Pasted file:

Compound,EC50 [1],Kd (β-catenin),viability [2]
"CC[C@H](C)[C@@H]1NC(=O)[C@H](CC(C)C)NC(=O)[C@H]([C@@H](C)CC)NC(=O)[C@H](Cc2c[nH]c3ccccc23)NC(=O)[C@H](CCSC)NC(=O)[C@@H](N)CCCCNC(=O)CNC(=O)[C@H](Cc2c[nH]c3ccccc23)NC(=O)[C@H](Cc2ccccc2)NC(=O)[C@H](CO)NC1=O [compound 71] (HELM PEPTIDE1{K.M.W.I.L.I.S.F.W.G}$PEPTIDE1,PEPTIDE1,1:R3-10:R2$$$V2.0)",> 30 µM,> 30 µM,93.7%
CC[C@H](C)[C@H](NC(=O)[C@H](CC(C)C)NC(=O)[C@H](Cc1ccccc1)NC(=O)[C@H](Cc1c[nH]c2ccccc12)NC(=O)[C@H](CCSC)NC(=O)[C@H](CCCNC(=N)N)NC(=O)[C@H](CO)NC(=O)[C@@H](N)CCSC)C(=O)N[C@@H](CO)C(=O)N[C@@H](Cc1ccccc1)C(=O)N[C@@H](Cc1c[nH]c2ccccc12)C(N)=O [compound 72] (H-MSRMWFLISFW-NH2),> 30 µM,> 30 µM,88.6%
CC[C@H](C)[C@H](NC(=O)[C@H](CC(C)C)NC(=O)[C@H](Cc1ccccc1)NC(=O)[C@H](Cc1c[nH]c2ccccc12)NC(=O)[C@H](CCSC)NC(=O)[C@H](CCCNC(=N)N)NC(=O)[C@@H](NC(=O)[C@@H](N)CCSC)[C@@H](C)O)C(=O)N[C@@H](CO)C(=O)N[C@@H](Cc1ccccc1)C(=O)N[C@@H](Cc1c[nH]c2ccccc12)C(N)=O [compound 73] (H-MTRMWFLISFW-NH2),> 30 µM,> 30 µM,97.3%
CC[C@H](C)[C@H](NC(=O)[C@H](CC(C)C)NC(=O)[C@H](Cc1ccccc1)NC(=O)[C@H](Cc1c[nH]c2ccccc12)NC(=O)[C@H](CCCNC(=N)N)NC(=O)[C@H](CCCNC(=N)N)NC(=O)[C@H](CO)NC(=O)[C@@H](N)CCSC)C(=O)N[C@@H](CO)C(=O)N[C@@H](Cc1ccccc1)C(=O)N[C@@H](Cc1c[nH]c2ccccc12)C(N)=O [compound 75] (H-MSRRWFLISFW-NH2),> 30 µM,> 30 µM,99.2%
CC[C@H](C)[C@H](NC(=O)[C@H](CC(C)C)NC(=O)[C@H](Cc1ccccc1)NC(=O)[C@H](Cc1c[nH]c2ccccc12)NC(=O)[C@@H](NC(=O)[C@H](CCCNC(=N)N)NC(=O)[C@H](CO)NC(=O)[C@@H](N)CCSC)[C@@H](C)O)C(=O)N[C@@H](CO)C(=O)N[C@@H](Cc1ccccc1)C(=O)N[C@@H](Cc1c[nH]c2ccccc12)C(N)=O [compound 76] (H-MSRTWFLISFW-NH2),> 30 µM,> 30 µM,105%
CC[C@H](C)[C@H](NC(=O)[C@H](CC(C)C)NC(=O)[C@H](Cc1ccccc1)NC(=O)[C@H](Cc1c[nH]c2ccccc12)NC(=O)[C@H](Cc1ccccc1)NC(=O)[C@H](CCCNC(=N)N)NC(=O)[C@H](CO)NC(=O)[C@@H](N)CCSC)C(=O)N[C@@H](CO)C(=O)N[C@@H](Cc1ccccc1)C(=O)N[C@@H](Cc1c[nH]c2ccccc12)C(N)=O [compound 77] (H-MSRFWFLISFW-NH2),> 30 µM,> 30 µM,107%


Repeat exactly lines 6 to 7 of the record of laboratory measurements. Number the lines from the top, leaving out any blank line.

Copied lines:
CC[C@H](C)[C@H](NC(=O)[C@H](CC(C)C)NC(=O)[C@H](Cc1ccccc1)NC(=O)[C@H](Cc1c[nH]c2ccccc12)NC(=O)[C@@H](NC(=O)[C@H](CCCNC(=N)N)NC(=O)[C@H](CO)NC(=O)[C@@H](N)CCSC)[C@@H](C)O)C(=O)N[C@@H](CO)C(=O)N[C@@H](Cc1ccccc1)C(=O)N[C@@H](Cc1c[nH]c2ccccc12)C(N)=O [compound 76] (H-MSRTWFLISFW-NH2),> 30 µM,> 30 µM,105%
CC[C@H](C)[C@H](NC(=O)[C@H](CC(C)C)NC(=O)[C@H](Cc1ccccc1)NC(=O)[C@H](Cc1c[nH]c2ccccc12)NC(=O)[C@H](Cc1ccccc1)NC(=O)[C@H](CCCNC(=N)N)NC(=O)[C@H](CO)NC(=O)[C@@H](N)CCSC)C(=O)N[C@@H](CO)C(=O)N[C@@H](Cc1ccccc1)C(=O)N[C@@H](Cc1c[nH]c2ccccc12)C(N)=O [compound 77] (H-MSRFWFLISFW-NH2),> 30 µM,> 30 µM,107%